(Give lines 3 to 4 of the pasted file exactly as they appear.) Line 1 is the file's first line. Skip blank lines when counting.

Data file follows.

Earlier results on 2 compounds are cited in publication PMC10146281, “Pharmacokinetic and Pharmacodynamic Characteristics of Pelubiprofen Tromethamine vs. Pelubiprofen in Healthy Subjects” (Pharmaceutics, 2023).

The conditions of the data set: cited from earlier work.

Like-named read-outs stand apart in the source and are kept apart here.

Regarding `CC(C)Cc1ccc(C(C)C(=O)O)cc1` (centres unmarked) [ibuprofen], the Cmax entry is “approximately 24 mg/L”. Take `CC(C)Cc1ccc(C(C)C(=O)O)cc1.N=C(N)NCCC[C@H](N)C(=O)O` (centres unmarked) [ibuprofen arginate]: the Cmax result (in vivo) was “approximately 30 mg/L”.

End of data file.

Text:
Like-named read-outs stand apart in the source and are kept apart here.

Regarding `CC(C)Cc1ccc(C(C)C(=O)O)cc1` (centres unmarked) [ibuprofen], the Cmax entry is “approximately 24 mg/L”. Take `CC(C)Cc1ccc(C(C)C(=O)O)cc1.N=C(N)NCCC[C@H](N)C(=O)O` (centres unmarked) [ibuprofen arginate]: the Cmax result (in vivo) was “approximately 30 mg/L”.